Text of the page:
More than Kids’ Stuff

Children and Young Adult literature (which has its own Library of Congress acronym!) has come a long way since I was a kid.  Don’t get me wrong—I enjoyed the books I read as a young person, but there are many more choices that use a lot more imagination these days.  I’ve been reading Robert Repino’s books since Mort(e) appeared in 2015.  Spark and the League of Ursus is his latest and it continues his trademark use of animals (and stand-ins) to get at very human situations.  Spark is a carefully crafted story based on the idea that teddy bears do more than provide cuddles at night.  They are, in fact, a force for good, protecting human children from monsters.

As usual when I discuss books, I won’t give too much away.  I’m one of those guys who doesn’t even like to read back-cover blurbs because I’m afraid they’ll spoil the story.  Instead, I’m going to applaud the use of imagination in a world that seems stuck on a limited number of plot points.  Books like this, which stretch the imagination of the young without talking down to them—why does it cost us so much effort to admit that kids are smart?—are a great addition to CYA literature.  I was exploring this concept with another friend who writes when I read Hank Green’s An Absolutely Remarkable Thing.  A story’s intended audience is often signaled by the age bracket of the protagonists.  I’d suppose ‘tweens might be about the age here, based on that metric.  (Green was more like New Adult, a category that lasts until about age 30.)

Reading material written for younger readers makes me feel younger myself.  I read Ransom Riggs first three Miss Peregrine novels (also published by Quirk, the house that publishes Spark).  You see, I’m really encouraged by this growth in younger readers’ material.  If we can get kids into books with such engaging stories I suspect there’ll be less chance that they become unimaginative, straight-laced adults who want to keep things just like they were when they were kids.  Imagination has that kind of liberating ability.  Besides, who doesn’t want their teddy bear to come to their rescue once in a while?  It’s not just children that can take a lesson from imaginative story-telling.  Repino’s War with No Name series was intended for adult readers but it is good preparation for getting a sense of the possibilities for readers who might, in all hope, never have to face wars at all.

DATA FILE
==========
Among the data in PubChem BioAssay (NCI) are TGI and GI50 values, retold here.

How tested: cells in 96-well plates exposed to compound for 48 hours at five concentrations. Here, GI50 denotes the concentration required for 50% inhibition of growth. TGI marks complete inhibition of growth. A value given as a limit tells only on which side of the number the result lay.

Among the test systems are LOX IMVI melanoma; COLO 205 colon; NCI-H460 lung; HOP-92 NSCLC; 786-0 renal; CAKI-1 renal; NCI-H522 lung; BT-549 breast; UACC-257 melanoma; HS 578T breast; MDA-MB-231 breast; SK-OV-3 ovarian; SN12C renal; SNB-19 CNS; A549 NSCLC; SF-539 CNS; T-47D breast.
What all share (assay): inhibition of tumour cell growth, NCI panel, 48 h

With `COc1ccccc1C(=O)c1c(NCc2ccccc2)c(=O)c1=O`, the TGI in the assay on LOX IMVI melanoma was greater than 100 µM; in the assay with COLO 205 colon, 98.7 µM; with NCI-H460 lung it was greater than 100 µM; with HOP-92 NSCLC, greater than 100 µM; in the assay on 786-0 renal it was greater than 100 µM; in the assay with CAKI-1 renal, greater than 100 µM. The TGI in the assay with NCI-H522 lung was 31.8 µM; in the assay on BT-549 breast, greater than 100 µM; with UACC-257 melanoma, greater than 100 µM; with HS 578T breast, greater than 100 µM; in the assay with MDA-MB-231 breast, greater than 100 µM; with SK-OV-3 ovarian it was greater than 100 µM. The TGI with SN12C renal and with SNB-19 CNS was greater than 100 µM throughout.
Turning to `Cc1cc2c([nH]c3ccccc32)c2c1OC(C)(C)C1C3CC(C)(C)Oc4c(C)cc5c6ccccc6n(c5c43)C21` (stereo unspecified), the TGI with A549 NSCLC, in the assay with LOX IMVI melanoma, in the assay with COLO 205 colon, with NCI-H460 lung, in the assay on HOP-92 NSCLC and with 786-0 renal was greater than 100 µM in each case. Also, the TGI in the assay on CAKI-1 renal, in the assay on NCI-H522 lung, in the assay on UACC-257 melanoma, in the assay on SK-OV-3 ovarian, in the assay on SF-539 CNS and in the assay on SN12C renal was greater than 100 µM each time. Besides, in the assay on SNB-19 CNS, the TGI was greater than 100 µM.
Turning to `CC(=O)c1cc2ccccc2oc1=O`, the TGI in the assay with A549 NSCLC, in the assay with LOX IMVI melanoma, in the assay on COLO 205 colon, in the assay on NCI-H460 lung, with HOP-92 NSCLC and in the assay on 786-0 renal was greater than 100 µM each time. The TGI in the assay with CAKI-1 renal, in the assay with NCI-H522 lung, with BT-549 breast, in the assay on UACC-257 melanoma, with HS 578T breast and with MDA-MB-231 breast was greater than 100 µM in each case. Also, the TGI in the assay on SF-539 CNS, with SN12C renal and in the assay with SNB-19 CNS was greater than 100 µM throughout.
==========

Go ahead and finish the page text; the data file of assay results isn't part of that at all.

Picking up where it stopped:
Holy Hollow

HollowCityEveryone wants to belong, to fit in. Growing up, I seldom felt I managed it. When you’re very young you don’t know enough to notice that you are more melancholy than other kids, or that you can’t afford the nice things they can. As you reach your teenage years, however, and you know that you come from the kinds of families that other parents warn their kids about (fairly poor, very religious, and just a bit peculiar). No wonder I find Ransom Riggs’ books so engaging. Yes, they’re written for young adults, but just about anything that Quirk Press publishes is worth the read. As an adult, if I’m honest with myself, I’m still waiting to feel like I fit in. The kids in Hollow City, the peculiars, know that they can never fit in. They have special, impossible talents that make them the targets of monsters called hollowgasts, or hollows, who try to gobble down as many as possible. Monsters, outsiders, and very human relationships—it’s a winning combination.

Quite apart from the spellbinding pace Riggs spins out (he’s a master of building tension), there are some quasi-religious elements in the books as well. I read Miss Peregrine’s Home for Peculiar Children a couple years back, and Hollow City develops the mythology a bit more. The real enemies are the wights—mean-spirited malcontents who rule the monsters. They learn that they can become demigods if they extract what makes a peculiar peculiar. That’s a religious concept: the essence that materialists tell us isn’t really there at all that makes us what we are. The children are self-sacrificial toward their mistresses, birdlike and godlike at the same time.

Peculiars have two souls, although most of us don’t know what to do with even one. The soul has, of course, come under great suspicion over the last century or so. There seems to be something that makes us what we are, and it isn’t just cells and DNA. Some call it consciousness, others personality. There are those with élan and others with spirit. We can’t call it “soul” because that smacks of superstition and yesteryear. So we read of children with two souls and none to spare. Even Philip Pullman had souls for his children in His Dark Materials. The soul, in both these book series, leaves a person completely dehumanized when it is excised. Of course, materialism will do that for free. Yes, I know it’s fiction—young adult fiction at that—but my money’s on Ransom here. Let’s hear it for those who have a surfeit of souls!